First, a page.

Coming across one such performance performed by Hap & Stace on YouTube a few weeks ago, I thought it was fun and performed as a duo, I thought it was quite beautifully done. Knowing nothing about the two ladies performing, I decided to find out more.
The performers Stacey Stockwell and Lian Duan (nicknamed Haplocke) are from America and China respectively. Stacey has been signing for 19 years having had the chance to start learning BSL when she was working for a large IT company when she was 26 years old. Enjoying it from the start, Stacey has gone on to achieve her Level 6 four years ago, then becoming a Trainee Interpreter and starting her RSLI. Quitting the programme because it required far too much work involved in putting together the portfolio.
Now 30, Lian’s interest in BSL came when she saw a tiny advert in a newsletter from her brother’s school. Achieving her Level 2 she than had a 7-year break before restarted 6 years ago, and is now studying for her Level 6.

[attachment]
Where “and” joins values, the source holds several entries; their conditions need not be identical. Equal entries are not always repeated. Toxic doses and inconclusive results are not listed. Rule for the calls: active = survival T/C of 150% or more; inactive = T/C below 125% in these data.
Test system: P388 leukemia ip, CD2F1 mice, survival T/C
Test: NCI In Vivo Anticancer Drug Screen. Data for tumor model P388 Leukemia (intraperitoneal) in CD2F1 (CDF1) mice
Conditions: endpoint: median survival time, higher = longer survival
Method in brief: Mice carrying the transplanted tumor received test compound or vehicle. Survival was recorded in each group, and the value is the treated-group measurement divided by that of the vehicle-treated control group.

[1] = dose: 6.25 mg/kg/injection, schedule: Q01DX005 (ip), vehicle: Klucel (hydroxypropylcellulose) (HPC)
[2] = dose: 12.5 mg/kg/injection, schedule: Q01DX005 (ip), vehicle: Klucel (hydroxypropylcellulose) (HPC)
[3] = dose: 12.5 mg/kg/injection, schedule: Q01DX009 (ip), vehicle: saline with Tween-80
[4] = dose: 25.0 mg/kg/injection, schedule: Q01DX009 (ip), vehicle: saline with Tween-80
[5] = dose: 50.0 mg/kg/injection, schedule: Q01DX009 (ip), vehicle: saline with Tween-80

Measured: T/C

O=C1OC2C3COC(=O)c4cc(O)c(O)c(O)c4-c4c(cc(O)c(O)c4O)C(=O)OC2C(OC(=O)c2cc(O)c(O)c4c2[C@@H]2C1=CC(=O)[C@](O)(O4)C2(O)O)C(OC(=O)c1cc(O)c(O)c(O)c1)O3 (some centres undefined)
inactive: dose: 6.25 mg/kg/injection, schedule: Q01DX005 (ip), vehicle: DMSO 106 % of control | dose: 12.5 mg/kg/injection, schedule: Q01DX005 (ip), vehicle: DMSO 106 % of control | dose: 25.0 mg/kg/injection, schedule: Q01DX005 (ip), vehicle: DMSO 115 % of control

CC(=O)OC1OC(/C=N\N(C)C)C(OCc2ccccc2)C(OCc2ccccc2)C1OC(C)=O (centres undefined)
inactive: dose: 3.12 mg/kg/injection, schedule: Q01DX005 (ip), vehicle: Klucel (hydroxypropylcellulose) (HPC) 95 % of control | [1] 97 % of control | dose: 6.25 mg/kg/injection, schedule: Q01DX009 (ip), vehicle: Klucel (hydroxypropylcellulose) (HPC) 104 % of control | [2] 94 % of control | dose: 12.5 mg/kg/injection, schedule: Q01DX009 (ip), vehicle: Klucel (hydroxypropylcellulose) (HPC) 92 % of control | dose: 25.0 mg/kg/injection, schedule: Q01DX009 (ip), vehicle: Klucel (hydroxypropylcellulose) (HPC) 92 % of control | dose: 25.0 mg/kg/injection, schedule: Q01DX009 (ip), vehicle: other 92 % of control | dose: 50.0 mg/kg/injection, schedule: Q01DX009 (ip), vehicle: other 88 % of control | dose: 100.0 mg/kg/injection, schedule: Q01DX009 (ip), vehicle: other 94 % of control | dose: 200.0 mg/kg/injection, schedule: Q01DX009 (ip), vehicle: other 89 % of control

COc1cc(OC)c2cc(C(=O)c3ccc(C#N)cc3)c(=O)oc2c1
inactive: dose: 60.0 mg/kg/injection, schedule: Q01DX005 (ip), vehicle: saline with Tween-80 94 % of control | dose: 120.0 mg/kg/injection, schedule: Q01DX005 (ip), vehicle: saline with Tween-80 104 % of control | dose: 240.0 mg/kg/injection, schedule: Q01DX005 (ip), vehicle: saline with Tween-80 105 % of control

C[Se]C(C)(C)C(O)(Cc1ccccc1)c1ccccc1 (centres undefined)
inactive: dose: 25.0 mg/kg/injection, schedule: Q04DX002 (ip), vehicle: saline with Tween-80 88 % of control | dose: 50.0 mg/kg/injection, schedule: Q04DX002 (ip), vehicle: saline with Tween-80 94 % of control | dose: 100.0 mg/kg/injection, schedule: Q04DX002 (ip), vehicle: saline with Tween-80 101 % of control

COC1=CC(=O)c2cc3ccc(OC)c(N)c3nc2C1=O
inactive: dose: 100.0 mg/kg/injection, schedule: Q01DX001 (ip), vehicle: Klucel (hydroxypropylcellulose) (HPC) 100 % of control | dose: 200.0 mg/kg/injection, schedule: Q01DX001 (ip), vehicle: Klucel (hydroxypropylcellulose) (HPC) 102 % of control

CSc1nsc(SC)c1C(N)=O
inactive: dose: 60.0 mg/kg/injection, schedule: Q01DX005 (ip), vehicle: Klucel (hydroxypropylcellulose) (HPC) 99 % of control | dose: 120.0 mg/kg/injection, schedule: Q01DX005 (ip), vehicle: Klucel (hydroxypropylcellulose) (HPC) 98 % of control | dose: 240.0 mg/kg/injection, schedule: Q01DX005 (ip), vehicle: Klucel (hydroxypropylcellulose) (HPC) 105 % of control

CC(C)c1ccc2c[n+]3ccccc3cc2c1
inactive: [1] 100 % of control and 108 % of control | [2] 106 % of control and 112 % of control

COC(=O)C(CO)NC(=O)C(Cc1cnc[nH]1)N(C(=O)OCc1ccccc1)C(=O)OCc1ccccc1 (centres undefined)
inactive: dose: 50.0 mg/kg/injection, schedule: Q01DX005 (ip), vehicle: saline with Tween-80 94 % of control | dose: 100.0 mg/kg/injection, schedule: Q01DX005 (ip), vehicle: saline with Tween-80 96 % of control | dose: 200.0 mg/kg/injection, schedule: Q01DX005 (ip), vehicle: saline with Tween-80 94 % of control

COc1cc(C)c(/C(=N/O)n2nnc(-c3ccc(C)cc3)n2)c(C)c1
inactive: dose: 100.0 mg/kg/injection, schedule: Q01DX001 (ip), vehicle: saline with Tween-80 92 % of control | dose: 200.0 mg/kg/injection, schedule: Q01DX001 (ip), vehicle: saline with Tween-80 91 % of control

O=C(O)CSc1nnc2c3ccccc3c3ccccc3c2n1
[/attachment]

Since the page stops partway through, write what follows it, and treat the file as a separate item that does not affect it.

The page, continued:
With a background in music Stacey taught singing, piano and the Theory of Music for several years whilst also being the Lead Alto for the National Youth Choir of Great Britain. She was also one of the first people in the UK to start a karaoke business. Through learning BSL, Stacey set up her own training company with her partner 15 years ago. She now teaches Disability Awareness.
Lian, or Hap as she is more commonly known schooled in Reading, after which she travelled around the UK for a few years. She has become passionate about BSL as well as social justice, which means she is often involved in political issues, with a particular interest in the dynamic between the Deaf and hearing worlds.